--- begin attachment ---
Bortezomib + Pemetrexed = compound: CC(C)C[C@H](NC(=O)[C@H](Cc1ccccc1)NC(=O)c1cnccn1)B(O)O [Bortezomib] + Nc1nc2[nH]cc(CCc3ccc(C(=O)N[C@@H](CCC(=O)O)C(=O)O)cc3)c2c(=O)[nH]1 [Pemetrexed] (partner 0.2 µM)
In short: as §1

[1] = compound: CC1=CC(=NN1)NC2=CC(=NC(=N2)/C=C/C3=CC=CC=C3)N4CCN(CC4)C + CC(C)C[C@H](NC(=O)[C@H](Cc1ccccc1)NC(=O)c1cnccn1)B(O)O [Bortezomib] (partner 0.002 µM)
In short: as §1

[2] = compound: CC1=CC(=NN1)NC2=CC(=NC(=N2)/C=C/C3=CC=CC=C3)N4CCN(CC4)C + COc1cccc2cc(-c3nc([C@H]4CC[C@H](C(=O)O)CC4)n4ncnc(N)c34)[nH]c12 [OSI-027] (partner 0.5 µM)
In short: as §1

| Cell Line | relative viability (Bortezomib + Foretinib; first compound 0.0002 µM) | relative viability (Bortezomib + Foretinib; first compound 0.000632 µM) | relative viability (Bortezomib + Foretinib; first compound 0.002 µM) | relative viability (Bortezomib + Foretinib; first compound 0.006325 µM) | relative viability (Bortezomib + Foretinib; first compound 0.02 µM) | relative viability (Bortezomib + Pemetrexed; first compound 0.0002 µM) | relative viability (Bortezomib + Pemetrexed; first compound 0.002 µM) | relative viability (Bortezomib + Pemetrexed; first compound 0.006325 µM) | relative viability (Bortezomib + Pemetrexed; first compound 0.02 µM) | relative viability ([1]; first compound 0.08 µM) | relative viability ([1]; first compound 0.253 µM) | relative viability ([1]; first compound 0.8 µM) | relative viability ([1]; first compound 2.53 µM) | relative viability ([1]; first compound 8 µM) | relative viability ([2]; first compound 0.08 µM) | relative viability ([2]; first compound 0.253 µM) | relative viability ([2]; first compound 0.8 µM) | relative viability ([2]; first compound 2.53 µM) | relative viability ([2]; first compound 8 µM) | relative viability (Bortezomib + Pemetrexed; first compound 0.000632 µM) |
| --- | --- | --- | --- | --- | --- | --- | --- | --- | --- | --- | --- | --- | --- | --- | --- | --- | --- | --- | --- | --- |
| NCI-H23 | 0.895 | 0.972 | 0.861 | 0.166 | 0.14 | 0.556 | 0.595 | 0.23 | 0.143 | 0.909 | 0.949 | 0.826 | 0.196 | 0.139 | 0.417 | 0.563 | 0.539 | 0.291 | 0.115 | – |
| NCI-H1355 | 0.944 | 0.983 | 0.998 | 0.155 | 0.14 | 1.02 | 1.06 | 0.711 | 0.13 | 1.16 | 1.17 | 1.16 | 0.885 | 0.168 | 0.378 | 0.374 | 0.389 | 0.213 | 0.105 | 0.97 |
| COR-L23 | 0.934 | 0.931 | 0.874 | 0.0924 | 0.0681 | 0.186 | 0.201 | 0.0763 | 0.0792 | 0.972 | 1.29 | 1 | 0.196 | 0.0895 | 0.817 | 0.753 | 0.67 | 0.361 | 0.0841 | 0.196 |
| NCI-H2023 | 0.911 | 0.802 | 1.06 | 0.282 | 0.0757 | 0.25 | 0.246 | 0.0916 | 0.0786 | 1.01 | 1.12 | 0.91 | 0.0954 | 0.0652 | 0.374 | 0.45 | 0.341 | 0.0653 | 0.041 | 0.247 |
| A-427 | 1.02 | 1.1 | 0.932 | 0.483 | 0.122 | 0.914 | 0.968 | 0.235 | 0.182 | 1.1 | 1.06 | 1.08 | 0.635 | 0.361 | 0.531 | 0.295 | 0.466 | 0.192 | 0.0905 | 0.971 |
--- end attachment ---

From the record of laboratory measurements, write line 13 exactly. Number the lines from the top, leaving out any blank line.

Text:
| A-427 | 1.02 | 1.1 | 0.932 | 0.483 | 0.122 | 0.914 | 0.968 | 0.235 | 0.182 | 1.1 | 1.06 | 1.08 | 0.635 | 0.361 | 0.531 | 0.295 | 0.466 | 0.192 | 0.0905 | 0.971 |